Michiganders made history by voting overwhelmingly in 2018 to take control away from politicians and create for themselves new district maps that are more reasonable and fairer to voters.

Why Redistricting? Historically, politicians have drawn the voting boundaries, and often have been accused of gaining unfair political advantage. That’s known as gerrymandering, which means manipulating electoral borders to skew voting outcomes. Gerrymandering can split counties, cities, townships, and even neighborhoods. Gerrymandering examples: • A majority party uses its larger numbers to guarantee the minority party never gets a majority in any district. • A party uses gerrymandering to protect incumbents, a practice widely known as politicians choosing their voters instead of voters choosing their politicians. • Gerrymandering can be used to help or hinder groups according to race, ethnicity, religion, class, political leanings, etc. None of these examples are fair. HowWill the MICRC Adopt Maps? To prevent gerrymandering, the Michigan Constitution outlines the specific criteria and procedures the MICRC must utilize when proposing and adopting a redistricting plan. The constitutional criteria are listed below in order of priority: a. Districts shall be of equal population as mandated by the United States Constitution and shall comply with the voting rights act and other federal laws. b. Districts shall be geographically contiguous. Island areas are contiguous by land to the county of which they are a part.

c. Districts shall reflect the state's diverse population and communities of interest. Communities of interest may include, but shall not be limited to, populations that share cultural or historical characteristics or economic interests. Communities of interest do not include relationships with political parties, incumbents, or political candidates. d. Districts shall not provide a disproportionate advantage to any political party. A disproportionate advantage to a political party shall be determined using accepted measures of partisan fairness. e. Districts shall not favor or disfavor an incumbent elected official or a candidate. f. Districts shall reflect consideration of county, city, and township boundaries. g. Districts shall be reasonably compact. After developing at least one plan for each type of district there will be a second round of public hearings. The MICRC is required to hold at least five public hearings throughout the state for the purpose of soliciting comment from the public about the proposed plans being considered for redistricting the U.S. House of Representatives, Michigan Senate, and Michigan House districts. The Constitution also requires that before the MICRC votes on any redistricting plan, it must publish the plans and provide a minimum of 45 days for public comment on the proposed plan or plans. To adopt a final redistricting plan, it needs a majority vote of the MICRC that includes at least two commissioners who affiliate with each major party and two commissioners who do not affiliate with either major party. If this is unattainable, the commission will follow the procedures outlined in the Constitution to adopt the final maps.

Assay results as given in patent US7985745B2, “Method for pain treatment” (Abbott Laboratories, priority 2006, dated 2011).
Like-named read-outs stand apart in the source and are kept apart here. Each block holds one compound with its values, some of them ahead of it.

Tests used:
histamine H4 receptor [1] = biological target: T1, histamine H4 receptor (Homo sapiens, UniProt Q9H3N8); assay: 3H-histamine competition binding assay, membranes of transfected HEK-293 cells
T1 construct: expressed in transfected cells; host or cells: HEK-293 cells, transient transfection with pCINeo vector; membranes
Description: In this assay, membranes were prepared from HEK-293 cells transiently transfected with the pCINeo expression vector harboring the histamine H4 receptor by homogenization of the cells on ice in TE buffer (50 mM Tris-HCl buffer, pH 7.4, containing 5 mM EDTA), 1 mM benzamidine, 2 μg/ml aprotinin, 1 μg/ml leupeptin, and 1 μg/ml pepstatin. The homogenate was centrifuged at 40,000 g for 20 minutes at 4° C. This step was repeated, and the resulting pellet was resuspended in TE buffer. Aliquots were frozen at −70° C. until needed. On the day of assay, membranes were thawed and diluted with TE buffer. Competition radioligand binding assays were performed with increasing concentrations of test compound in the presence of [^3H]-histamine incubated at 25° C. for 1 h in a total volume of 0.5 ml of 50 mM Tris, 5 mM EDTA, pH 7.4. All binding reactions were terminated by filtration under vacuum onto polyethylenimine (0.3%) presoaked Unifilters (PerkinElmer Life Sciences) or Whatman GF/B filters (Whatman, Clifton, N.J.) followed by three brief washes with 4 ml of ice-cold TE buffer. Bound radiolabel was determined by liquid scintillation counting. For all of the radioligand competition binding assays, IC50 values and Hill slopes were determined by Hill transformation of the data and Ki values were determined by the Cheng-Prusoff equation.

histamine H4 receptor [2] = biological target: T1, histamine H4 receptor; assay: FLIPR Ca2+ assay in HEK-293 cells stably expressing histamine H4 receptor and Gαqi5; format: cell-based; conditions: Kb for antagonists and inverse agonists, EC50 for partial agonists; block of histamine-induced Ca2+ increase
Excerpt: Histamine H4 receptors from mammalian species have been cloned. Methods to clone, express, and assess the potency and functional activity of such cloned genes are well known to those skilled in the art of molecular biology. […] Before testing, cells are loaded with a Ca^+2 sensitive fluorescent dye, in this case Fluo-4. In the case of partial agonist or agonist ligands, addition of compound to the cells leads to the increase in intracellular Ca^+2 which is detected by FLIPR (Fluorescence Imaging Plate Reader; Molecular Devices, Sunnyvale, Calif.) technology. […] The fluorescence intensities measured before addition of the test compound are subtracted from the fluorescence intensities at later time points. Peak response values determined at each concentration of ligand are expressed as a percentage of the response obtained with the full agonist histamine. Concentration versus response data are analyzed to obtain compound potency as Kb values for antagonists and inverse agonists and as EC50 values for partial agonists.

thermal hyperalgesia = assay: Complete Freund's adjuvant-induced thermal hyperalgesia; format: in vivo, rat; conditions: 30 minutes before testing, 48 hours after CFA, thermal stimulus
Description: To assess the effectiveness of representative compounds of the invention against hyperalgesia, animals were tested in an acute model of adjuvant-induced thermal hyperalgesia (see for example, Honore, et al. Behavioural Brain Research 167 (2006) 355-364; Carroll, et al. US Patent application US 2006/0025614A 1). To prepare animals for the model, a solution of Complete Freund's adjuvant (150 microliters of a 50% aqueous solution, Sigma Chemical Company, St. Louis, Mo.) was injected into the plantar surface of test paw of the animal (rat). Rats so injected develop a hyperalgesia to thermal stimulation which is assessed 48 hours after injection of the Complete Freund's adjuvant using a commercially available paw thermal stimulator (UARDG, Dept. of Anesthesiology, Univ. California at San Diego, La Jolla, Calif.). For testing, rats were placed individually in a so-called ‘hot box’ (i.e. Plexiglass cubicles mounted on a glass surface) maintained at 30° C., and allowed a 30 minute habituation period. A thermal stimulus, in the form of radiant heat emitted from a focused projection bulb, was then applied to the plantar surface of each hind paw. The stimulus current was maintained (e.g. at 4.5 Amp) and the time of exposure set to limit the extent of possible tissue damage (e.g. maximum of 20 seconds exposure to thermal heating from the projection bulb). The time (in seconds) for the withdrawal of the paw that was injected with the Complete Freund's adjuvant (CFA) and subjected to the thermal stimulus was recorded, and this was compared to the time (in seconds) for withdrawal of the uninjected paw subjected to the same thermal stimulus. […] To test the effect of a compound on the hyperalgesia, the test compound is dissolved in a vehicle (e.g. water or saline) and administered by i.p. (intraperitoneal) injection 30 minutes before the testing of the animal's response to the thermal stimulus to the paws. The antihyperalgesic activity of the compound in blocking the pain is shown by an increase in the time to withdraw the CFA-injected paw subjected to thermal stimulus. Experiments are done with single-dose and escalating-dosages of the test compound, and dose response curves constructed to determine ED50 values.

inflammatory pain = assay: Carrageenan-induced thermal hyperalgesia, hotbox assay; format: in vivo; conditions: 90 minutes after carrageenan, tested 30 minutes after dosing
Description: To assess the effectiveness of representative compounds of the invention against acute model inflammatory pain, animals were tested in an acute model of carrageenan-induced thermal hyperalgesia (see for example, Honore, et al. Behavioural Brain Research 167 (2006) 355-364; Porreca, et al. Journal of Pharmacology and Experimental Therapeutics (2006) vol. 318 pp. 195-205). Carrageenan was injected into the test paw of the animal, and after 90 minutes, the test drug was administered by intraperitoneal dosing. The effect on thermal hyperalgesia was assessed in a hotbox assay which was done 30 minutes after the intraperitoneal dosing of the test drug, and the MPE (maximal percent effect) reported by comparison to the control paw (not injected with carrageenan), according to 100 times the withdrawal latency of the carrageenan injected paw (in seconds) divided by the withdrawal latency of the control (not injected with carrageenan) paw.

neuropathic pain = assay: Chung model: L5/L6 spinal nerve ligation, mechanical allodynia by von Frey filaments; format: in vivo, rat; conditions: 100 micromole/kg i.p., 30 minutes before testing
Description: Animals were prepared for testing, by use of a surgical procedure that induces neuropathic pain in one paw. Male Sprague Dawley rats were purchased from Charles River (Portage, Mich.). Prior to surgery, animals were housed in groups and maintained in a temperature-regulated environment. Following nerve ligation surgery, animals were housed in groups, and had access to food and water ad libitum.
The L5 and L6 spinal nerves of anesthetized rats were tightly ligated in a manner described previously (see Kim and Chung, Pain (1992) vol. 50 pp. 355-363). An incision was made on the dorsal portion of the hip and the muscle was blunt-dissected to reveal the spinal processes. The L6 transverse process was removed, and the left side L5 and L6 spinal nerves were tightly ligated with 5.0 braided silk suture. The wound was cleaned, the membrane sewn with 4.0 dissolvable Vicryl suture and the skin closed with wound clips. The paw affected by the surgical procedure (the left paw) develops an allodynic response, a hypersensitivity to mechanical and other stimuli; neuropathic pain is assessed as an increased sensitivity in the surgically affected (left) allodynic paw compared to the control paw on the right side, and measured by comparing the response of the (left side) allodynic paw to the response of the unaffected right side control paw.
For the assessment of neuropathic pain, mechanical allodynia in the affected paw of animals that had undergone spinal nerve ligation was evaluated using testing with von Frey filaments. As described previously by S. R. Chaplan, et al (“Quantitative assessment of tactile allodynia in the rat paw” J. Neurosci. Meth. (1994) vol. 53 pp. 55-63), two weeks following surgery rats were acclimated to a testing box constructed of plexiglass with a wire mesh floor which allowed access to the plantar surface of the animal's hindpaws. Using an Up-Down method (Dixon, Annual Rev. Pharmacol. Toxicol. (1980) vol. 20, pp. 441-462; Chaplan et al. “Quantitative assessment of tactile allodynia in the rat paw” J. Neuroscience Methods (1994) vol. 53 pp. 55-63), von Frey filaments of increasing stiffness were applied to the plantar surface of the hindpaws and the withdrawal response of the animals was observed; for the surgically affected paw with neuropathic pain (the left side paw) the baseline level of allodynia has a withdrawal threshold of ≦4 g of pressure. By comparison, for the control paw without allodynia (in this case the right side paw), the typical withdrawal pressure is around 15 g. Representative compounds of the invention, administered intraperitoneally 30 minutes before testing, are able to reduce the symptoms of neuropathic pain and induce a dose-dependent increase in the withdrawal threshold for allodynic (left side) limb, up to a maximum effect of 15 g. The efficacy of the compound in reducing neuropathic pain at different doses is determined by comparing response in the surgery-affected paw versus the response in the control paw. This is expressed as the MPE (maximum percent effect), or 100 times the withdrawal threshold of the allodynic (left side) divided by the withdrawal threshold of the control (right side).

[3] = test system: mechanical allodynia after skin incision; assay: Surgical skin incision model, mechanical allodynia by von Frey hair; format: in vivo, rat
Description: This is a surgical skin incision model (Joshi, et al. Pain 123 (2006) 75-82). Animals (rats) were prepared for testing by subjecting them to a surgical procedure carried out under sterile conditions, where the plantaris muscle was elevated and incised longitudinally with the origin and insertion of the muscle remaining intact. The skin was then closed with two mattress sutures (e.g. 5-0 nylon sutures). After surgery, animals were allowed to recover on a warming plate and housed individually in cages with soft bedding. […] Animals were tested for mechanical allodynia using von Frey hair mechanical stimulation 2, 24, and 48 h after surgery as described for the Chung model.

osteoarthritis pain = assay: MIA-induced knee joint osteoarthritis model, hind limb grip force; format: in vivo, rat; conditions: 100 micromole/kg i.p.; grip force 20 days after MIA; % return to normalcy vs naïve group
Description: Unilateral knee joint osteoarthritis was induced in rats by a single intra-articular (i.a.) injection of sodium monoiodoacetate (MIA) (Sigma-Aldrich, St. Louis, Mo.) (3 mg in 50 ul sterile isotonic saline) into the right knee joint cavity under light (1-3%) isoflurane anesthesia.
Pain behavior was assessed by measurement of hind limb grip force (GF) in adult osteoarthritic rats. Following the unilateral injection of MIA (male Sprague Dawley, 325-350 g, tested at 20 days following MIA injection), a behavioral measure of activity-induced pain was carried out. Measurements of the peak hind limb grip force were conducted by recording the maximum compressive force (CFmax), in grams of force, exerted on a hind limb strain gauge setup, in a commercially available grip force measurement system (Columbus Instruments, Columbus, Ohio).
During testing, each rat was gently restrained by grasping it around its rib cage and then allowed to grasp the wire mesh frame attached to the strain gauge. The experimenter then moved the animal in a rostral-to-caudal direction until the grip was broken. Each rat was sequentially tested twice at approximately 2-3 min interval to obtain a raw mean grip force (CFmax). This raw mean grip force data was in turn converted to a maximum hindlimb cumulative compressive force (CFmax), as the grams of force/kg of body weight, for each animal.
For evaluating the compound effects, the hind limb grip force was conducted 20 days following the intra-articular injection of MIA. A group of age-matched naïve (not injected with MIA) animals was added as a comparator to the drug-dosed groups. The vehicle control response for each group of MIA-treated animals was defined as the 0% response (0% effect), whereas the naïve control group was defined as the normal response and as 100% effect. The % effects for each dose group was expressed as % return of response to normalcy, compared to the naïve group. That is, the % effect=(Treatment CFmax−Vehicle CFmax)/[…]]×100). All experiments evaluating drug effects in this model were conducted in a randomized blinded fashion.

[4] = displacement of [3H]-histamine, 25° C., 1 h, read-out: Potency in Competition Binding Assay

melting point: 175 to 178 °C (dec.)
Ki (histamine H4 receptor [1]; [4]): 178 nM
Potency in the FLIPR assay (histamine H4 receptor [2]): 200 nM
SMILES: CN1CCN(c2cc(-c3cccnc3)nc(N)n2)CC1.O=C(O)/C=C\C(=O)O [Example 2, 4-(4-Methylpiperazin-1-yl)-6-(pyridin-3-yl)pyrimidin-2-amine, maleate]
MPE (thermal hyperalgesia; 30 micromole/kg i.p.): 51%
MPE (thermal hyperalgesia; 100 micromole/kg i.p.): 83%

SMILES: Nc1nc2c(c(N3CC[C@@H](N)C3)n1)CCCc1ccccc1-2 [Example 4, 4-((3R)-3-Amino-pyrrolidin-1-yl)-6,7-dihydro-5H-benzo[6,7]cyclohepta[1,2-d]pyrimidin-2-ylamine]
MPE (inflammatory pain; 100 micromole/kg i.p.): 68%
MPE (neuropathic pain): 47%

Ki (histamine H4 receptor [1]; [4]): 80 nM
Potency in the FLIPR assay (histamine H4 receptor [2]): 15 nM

Public comment session in Warren.




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